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Within Temptation
Within Temptation
Within Temptation is a Dutch rock/metal band. The band was founded in 1996 by vocalist Sharon den Adel and guitarist Robert Westerholt. Their music is described as symphonic metal, gothic metal, although in an interview, Den Adel said they fell into a symphonic rock genre with various influences, and in a later interview with 3VOOR12, Sharon stated that "we consider ourselves more a symphonic rock band ... we are in my opinion no gothic band".

After the release of their first album Enter, the band became prominent in the underground scene. However it was not until 2001 that they became known to the general public, with the single "Ice Queen" from the album Mother Earth, which reached #2 on the charts. Since then, the band won the Conamus Exportprijs five years in a row. Their next album The Silent Force debuted at #1 on the Dutch charts, as did their latest, The Heart of Everything. In 2008 they released a live DVD and CD, Black Symphony, recorded with the Metropole Orchestra.

On August 11, 2009 Within Temptation announced that they would be releasing a live album consisting of acoustic sets from their theatre tour, entitled An Acoustic Night At The Theatre, which was released on October 30th.
Relient K
Relient K
Relient K is an American rock band formed in Canton, Ohio in 1998 by Matthew Thiessen on guitar and piano, Brian Pittman on bass, and Matt Hoopes on guitar between the band's junior year in high school and their time at Malone College in Canton, Ohio. The band is named after guitarist Matt Hoopes' Plymouth Reliant K car, with the spelling intentionally altered to avoid trademark infringement over the Reliant name.

The group is associated with the Contemporary Christian Music culture, most notably the Christian rock and Christian punk scene. Despite being a Christian band the group has performed alongside secular artists, and has had critical success with mainstream pop punk. The band's sound incorporates piano rock and acoustic elements; and the lyrical content often refers to God, Jesus, and the terms "you" and "Him" are used in reference to The Divine. Since its formation, Relient K has released a discography consisting of five studio albums, seven EPs, two Christmas albums, and one collection of rarities. The band has received numerous awards including a Grammy Award nomination in 2003 for Best Rock Gospel Album and two Dove Awards.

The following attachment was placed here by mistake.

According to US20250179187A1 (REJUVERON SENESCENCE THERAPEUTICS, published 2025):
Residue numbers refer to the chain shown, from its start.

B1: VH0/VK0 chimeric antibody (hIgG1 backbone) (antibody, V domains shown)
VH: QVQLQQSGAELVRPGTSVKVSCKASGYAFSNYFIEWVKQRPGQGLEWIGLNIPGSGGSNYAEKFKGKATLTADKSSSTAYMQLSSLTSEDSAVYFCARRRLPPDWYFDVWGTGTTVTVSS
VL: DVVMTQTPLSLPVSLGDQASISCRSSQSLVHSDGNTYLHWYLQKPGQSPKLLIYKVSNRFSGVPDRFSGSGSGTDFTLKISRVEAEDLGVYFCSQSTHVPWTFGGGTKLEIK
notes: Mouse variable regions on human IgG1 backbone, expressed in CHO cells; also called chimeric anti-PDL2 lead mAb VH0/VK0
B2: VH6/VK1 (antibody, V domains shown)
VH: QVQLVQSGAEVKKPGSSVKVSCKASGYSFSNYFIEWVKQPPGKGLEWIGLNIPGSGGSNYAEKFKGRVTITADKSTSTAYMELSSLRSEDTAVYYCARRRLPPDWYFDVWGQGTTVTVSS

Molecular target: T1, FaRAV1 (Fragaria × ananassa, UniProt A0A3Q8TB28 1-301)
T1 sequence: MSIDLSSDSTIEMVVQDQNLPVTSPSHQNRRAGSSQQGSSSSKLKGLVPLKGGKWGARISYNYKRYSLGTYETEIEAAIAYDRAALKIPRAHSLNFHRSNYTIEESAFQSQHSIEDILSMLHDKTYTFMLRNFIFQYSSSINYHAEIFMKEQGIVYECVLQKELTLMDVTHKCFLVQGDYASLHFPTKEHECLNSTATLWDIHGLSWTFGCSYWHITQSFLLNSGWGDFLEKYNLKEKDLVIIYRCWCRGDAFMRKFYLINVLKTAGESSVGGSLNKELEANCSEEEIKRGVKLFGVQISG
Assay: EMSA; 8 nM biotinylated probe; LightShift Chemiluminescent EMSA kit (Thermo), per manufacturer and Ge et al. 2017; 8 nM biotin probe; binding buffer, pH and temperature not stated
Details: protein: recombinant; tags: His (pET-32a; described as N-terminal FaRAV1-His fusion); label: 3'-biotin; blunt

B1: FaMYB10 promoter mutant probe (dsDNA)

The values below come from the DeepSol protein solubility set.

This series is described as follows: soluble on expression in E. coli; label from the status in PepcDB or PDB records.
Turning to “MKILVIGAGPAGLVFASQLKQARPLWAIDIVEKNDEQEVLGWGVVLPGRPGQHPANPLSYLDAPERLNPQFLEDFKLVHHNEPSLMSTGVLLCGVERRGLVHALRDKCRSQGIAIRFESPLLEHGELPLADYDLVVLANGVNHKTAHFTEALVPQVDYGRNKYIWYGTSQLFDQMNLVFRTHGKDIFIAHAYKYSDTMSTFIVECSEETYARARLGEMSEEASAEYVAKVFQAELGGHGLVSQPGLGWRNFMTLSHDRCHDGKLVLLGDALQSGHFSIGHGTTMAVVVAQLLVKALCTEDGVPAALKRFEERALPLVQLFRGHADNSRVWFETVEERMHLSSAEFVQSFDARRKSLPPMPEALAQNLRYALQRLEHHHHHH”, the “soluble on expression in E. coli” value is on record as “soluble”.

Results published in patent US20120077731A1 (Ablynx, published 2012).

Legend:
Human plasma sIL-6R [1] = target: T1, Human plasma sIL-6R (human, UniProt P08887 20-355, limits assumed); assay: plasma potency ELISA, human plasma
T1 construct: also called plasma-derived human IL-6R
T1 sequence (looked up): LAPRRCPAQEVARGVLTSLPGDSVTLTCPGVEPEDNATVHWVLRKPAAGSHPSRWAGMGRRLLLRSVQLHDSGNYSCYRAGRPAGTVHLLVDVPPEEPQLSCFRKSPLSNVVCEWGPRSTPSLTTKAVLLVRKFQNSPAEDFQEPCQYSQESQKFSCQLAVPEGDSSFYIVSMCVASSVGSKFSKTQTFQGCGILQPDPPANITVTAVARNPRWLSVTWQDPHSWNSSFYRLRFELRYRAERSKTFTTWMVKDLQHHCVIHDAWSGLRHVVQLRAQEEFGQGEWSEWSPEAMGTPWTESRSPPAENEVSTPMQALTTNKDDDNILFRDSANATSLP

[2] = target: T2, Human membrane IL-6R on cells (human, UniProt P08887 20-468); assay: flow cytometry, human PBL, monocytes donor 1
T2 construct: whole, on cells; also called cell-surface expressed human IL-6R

Relient K is best known commercially for their two studio albums which peaked in the top 15 of the US Billboard 200 chart. After signing with Capitol Records, they broke into the mainstream in 2004 with the release of Mmhmm, which debuted at #15 on the Billboard 200. In 2007, their fifth album brought the most success for Relient K, Five Score and Seven Years Ago debuted at #6 on the US Billboard 200 and sold 60,000 records in its debut week. The band has sold over 2 million records, with three albums being given Gold certification by the RIAA. The band is also highly successful throughout the Christian Albums and Contemporary Christian Music charts.
Depapepe
Depapepe
Depapepe (デパペペ) is a music group originating from Japan. The acoustic guitar duo is composed of Takuya Miura (born 5 April 1983) and Yoshinari Tokuoka (born on 15 July 1977), who formed in 2002.

They made their major debut in 2005 with their album “Let’s Go!!!”, which generated sales figures of about 100,000 and ranked within the top 10 of Oricon’s Instrumental Artist Debut Chart. Before that, they had released three indie albums.

The name itself comes from the combination of both short names of the band members, by combining the Japanese word for overbite, ‘deppa’, and the name of Tokuoka’s previous band ‘DERUPEPE’. Contrary to a popular rumour circulating among their fans, the two guitarists are not brothers. In their 2002 formation the pair joined with the Sony Music. They worked on insert songs for anime television series Honey and Clover.
Kurt Cobain
Kurt Cobain
Kurt Donald Cobain (February 20, 1967 – April 5, 1994) was an American singer-songwriter and musician, best known as the guitarist, primary songwriter and frontman of the rock band Nirvana. Through his angst fueled songwriting and anti-establishment persona, Cobain's compositions widened the thematic conventions of mainstream rock music. He was often heralded as a spokesman of Generation X and has since been considered to be one of the most influential rock musicians in the history of alternative music.
Benny Golson
Benny Golson